Social Media Do’s and Don’ts

Are you breaking social media etiquette?

Our social lives in the 21st century rely heavily on electronics and social media. Just take a moment to think about how many friends, acquaintances, colleagues, and family members you keep in touch with on a regular basis, thanks to the miracles of the Internet.

When it comes to social media, there’s no “rule book” on how you are supposed to use it. For many, it’s a matter of trial-and-error until they figure out what works for them. Sadly, some people have found themselves in awkward or embarrassing situations as a result of their social media use. How can you make the most out of social media, and at the same time, avoid any mishaps? To learn what to do and what not to do, try these tips:


1. Do: Keep business and personal accounts separate
Certain platforms like LinkedIn are geared toward your professional life. But others, like Facebook, Twitter, and Instagram, can be used both professionally and personally. It’s best to keep your career-related activity in separate accounts from your personal activity.

2. Do: Offer something valuable
An observer or “lurker” is someone who observes social media but doesn’t add anything to it. Being a lurker is okay, but it’s not really in the spirit of sharing. Instead, try to add value by posting interesting information, starting a discussion, complimenting others, or creating new content.

3. Do: Be yourself
Social media can become a competition on who has the best life or who can post the best selfie. That’s not really what it’s intended to be. Instead, just be yourself, and your friends and contacts will appreciate it.

4. Do: Be choosy
You don’t have to accept friend invitations from everyone under the sun. Before accepting a friend invitation, consider whether you want that person to see your posts and be a part of your network. If you don’t, it’s okay not to accept.

5. Do: Choose positive over negative
Even if you’re feeling angry or negative, it is generally better to keep your social media activity positive. You may later regret any angry or emotional words that you post. But being positive and constructive almost always breeds more positivity and thoughtfulness.

6. Do: Use spellcheck
If you are not naturally a good speller, it never hurts to type your posts in a program that has spell checker (like Word). It can save you some embarrassment.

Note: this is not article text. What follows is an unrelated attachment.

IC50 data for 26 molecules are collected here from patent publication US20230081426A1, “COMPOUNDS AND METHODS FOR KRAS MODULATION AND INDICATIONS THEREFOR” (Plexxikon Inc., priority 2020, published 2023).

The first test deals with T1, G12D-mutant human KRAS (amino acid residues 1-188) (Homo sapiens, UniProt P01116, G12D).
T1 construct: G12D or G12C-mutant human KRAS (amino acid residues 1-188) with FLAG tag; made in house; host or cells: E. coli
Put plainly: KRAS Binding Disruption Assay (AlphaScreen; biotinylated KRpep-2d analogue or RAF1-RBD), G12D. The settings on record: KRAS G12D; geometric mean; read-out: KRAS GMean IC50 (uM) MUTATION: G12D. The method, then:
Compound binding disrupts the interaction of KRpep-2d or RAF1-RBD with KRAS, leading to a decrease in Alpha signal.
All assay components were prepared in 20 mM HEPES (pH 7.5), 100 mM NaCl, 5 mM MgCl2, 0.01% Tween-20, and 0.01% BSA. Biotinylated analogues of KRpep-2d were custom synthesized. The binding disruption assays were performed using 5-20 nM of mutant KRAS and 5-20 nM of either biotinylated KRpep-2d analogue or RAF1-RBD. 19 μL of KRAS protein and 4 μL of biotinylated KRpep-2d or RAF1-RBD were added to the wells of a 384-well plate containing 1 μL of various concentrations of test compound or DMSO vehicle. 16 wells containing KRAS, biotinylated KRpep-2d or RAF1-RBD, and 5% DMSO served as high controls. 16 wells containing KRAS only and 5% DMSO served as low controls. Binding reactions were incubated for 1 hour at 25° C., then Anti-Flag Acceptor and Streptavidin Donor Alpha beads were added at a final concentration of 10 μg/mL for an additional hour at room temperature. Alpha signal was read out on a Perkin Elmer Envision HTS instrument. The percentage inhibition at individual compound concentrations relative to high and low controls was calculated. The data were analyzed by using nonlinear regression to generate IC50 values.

1. Don’t: Post anything that you don’t want your employer to see
Even though you can keep your account settings private, it’s still better not to post anything that you wouldn’t want your employer to see. You never know who might forward a post or screen-shot a photo. When in doubt, don’t post it.

2. Don’t: Post anything when you are overly emotional
If you post angry or sad tweets or status updates, you may regret them later. Better to wait until you cool off and see if you still want to post it.

3. Don’t: Hurt other people
Posting embarrassing photos or offensive comments about other people can truly be damaging or upsetting to their lives. Use the golden rule…would you want a photo like that posted of you? If not, then don’t post it.

4. Don’t: Complain about your job
Every job has its ups and downs, but be sure to keep the negative parts to yourself. You wouldn’t want your current employer or potential employer to see something like this.

5. Don’t: Fall for fake news
More and more people are getting their news stories from social media, and the stories are not always vetted by trained journalists. Find reputable news sources that you trust, and for anything that looks suspicious, do a little additional research before believing it or re-posting it.

6. Don’t: Let yourself get down
Seeing the “perfect” lives of others can be hard on your self-esteem. If you’re starting to feel down after using social media, then give yourself some time off. There’s no need to compare yourself to idealized versions of other people. You are great the way you are!

7. Don’t: Forget person-to-person interactions
Social media can boost our social lives tremendously, but it can also limit the amount of time we spend interacting with people face-to-face. Make sure you strike a healthy balance of electronic communications and real in-person conversations. It will make a difference!

We hope you can take a few moments to reflect on how you use social media and whether you are following these do’s and don’ts. Following social media etiquette can make it a much better experience for yourself and the others in your network!


The Salter School of Nursing and Allied Health encourages our students to make the most out of social networking and career networking resources. For more information on starting your new career path in the field of nursing, contact us online.

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